Archive for the ‘Literary Prizes’ Category

I discovered the Pushcart Prize Anthology through one of my friends sometime back. After resisting temptation for a while, I yielded to it, and got a couple of Pushcart anthologies. After all didn’t Oscar Wilde say “I can resist anything except temptation“? 😊

I got two Pushcarts – the most recent edition and one of the older ones. I thought that the Pushcart Prize was like the O’Henry Prize – that, it was given for short stories. I was surprised to discover that this was not the case. The anthologies featured short stories, poems, essays and excerpts from books. They also weren’t placed in separate sections so that all the short stories were together and all the poems were together. They were placed randomly in no particular order. It added to the charm of the book, because once you finish reading a story or a poem, you have to turn the page to find out what is coming up next. Sometimes the contents of anthologies are organized by authors’ names in alphabetical order. None of that here. Everything was random. I loved that, because this is the way we discover new books, writers, stories, poems – randomly. The Pushcart anthology reflected that.

In one of the books, there was an introduction by the editor Bill Henderson in which he described how the Pushcart Prize and anthology came into being – how it started as an act of rebellion against big publishers who routinely rejected the work of new talented writers and so Pushcart decided to promote new writers and small presses through the Pushcart Prize and anthology. On the way, Bill Henderson takes potshots at the internet and bloggers which made me smile 😊

One of the things I discovered about Pushcart which I loved was this. It is an anthology which is published annually in December. So you can read it during the December holiday season. It is around 500 – 600 pages long. So it is reasonably hefty and it will entertain and enlighten the reader for a while. The most important thing I discovered was this. There doesn’t seem to be any Kindle or digital edition. It is a proper physical book which you can hold in your hand and read. So, no monthly literary magazine, one anthology every year, available as a traditional book only. They have continued this tradition for more than 50 years now. It is very beautiful, traditional, old-fashioned, charming. The Pushcart must be one of the last such literary annuals out there. I don’t know how long they can keep up with this tradition (there must be a strong temptation by some of the younger editors to come out with a digital edition, but I don’t think that will happen as long as Bill Henderson is around), but we should celebrate this as long as it lasts.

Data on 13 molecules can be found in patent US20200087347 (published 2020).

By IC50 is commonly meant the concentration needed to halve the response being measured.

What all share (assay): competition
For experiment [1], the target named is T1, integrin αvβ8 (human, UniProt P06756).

I want to say something about the small presses featured in the book. Most of the presses were unknown to me. This is how it should be, because this anthology promotes small presses. But I was surprised by a few names, especially Granta and The Paris Review. These two might have started out as unknown small presses, but I don’t think they are small now. I don’t think they promote new writers. If you are a new writer and you send your work to Granta or The Paris Review, you can be sure it will be rejected, even if your work is good. There is no difference now between Granta and The Paris Review and the big guys like The New Yorker and The New York Times Book Review or The New York Review of Books. These are all guys who reject new writers. I also saw McSweeney’s featured in one of the Pushcart anthologies. McSweeney’s started out as a literary magazine which published work which other literary magazines had rejected. But that is all in the past. These days, if a new writer sends their work to McSweeney’s, it is most probably going to get rejected 😊

Being a writer is hard. Because most of the time, a writer’s work is going to get rejected. I have seen writers who have published multiple books through leading publishers, whose new work – short stories, poems, novel manuscripts – routinely gets rejected. I don’t know why this happens but it does. Also, for 99% of writers, their writing is not going to pay their bills. So they get a regular day job which helps them pay their bills, and after coming back home from work, they indulge in their passion, which is writing. With a high rate of rejection and low economic prospects, it is only a brave person who ventures into writing. But inspite of the odds stacked against them, many writers indulge in their passion and spend a lot of time and energy creating beautiful works of literary art. The only reason that they do this is because of the love they have for their work. They need all the encouragement that they can get. It is so wonderful that small presses promote such writers and there is a Pushcart Prize which celebrates those writers and small presses.

Well, long essay done 😊 Now I have to get started on the two anthologies. So excited!

Have you read Pushcart anthologies? What do you think about them?

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